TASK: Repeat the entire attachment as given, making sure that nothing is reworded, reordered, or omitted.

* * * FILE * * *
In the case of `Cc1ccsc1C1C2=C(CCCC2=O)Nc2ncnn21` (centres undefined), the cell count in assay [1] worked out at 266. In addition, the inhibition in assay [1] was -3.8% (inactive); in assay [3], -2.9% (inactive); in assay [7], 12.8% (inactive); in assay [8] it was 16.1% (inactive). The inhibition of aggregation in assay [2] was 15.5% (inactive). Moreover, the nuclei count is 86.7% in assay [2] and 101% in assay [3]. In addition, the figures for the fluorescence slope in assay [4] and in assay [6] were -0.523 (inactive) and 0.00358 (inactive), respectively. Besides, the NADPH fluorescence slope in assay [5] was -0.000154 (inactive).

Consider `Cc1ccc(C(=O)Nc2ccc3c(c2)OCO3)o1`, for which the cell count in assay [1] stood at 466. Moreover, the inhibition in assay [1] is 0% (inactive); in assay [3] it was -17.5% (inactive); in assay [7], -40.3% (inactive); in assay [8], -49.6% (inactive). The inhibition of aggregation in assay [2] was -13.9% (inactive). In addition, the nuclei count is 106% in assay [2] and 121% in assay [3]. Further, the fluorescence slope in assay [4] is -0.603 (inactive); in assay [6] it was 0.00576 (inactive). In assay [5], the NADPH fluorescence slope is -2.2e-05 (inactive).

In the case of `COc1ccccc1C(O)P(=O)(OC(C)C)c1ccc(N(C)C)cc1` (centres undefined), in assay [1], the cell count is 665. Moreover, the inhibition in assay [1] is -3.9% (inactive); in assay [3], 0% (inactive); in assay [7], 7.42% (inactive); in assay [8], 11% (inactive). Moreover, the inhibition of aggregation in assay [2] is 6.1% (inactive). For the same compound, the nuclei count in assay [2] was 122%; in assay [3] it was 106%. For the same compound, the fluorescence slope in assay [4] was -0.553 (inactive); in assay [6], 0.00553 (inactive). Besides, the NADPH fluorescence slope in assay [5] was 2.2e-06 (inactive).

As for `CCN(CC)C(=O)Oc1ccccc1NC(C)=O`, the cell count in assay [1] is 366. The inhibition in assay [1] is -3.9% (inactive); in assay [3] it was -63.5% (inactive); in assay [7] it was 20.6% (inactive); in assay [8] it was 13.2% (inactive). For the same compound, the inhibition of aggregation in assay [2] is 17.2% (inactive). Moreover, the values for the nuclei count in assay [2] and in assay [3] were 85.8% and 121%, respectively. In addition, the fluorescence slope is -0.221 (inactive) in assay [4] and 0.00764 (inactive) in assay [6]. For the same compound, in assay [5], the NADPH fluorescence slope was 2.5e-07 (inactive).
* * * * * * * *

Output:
In the case of `Cc1ccsc1C1C2=C(CCCC2=O)Nc2ncnn21` (centres undefined), the cell count in assay [1] worked out at 266. In addition, the inhibition in assay [1] was -3.8% (inactive); in assay [3], -2.9% (inactive); in assay [7], 12.8% (inactive); in assay [8] it was 16.1% (inactive). The inhibition of aggregation in assay [2] was 15.5% (inactive). Moreover, the nuclei count is 86.7% in assay [2] and 101% in assay [3]. In addition, the figures for the fluorescence slope in assay [4] and in assay [6] were -0.523 (inactive) and 0.00358 (inactive), respectively. Besides, the NADPH fluorescence slope in assay [5] was -0.000154 (inactive).

Consider `Cc1ccc(C(=O)Nc2ccc3c(c2)OCO3)o1`, for which the cell count in assay [1] stood at 466. Moreover, the inhibition in assay [1] is 0% (inactive); in assay [3] it was -17.5% (inactive); in assay [7], -40.3% (inactive); in assay [8], -49.6% (inactive). The inhibition of aggregation in assay [2] was -13.9% (inactive). In addition, the nuclei count is 106% in assay [2] and 121% in assay [3]. Further, the fluorescence slope in assay [4] is -0.603 (inactive); in assay [6] it was 0.00576 (inactive). In assay [5], the NADPH fluorescence slope is -2.2e-05 (inactive).

In the case of `COc1ccccc1C(O)P(=O)(OC(C)C)c1ccc(N(C)C)cc1` (centres undefined), in assay [1], the cell count is 665. Moreover, the inhibition in assay [1] is -3.9% (inactive); in assay [3], 0% (inactive); in assay [7], 7.42% (inactive); in assay [8], 11% (inactive). Moreover, the inhibition of aggregation in assay [2] is 6.1% (inactive). For the same compound, the nuclei count in assay [2] was 122%; in assay [3] it was 106%. For the same compound, the fluorescence slope in assay [4] was -0.553 (inactive); in assay [6], 0.00553 (inactive). Besides, the NADPH fluorescence slope in assay [5] was 2.2e-06 (inactive).

As for `CCN(CC)C(=O)Oc1ccccc1NC(C)=O`, the cell count in assay [1] is 366. The inhibition in assay [1] is -3.9% (inactive); in assay [3] it was -63.5% (inactive); in assay [7] it was 20.6% (inactive); in assay [8] it was 13.2% (inactive). For the same compound, the inhibition of aggregation in assay [2] is 17.2% (inactive). Moreover, the values for the nuclei count in assay [2] and in assay [3] were 85.8% and 121%, respectively. In addition, the fluorescence slope is -0.221 (inactive) in assay [4] and 0.00764 (inactive) in assay [6]. For the same compound, in assay [5], the NADPH fluorescence slope was 2.5e-07 (inactive).